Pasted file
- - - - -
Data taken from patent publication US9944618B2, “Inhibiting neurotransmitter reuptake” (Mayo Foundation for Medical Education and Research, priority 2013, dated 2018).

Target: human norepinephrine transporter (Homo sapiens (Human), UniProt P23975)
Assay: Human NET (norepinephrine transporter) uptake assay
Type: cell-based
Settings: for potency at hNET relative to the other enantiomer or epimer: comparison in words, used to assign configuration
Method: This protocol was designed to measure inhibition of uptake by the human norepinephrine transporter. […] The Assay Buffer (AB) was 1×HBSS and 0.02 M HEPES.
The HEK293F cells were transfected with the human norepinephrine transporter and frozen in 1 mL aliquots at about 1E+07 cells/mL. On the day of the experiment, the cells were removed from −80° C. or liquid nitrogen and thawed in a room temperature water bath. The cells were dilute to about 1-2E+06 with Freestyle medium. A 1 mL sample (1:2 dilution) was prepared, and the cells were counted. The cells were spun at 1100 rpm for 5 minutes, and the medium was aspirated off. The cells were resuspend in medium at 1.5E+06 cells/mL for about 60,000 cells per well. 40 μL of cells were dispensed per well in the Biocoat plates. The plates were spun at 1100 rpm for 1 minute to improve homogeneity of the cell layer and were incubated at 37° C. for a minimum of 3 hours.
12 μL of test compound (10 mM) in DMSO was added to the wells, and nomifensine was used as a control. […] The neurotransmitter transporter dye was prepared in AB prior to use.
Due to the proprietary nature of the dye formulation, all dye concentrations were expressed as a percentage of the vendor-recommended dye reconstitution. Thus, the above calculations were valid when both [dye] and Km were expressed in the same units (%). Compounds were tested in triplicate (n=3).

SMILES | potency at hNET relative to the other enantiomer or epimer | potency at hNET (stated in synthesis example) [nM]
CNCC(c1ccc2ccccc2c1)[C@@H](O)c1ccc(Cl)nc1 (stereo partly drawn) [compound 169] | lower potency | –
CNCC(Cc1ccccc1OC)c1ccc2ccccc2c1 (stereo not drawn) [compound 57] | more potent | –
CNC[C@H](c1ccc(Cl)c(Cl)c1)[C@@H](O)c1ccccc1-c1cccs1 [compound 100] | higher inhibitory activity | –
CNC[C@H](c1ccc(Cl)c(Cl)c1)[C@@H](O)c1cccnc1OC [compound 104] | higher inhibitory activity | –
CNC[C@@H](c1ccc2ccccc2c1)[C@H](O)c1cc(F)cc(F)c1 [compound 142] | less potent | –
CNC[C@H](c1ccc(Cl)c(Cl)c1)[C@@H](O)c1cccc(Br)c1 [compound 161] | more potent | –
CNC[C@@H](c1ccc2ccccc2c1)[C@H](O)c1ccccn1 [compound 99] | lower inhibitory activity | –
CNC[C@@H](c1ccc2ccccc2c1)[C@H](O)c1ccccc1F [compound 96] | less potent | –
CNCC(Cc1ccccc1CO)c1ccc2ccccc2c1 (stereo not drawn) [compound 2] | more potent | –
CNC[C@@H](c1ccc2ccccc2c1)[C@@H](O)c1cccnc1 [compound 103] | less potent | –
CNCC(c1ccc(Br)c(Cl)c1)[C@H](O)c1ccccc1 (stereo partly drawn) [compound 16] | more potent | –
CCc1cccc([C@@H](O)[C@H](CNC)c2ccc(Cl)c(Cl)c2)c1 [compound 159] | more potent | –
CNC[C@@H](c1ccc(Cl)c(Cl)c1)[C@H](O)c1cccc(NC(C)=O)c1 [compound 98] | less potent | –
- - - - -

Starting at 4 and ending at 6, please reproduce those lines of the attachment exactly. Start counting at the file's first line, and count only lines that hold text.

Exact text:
Type: cell-based
Settings: for potency at hNET relative to the other enantiomer or epimer: comparison in words, used to assign configuration
Method: This protocol was designed to measure inhibition of uptake by the human norepinephrine transporter. […] The Assay Buffer (AB) was 1×HBSS and 0.02 M HEPES.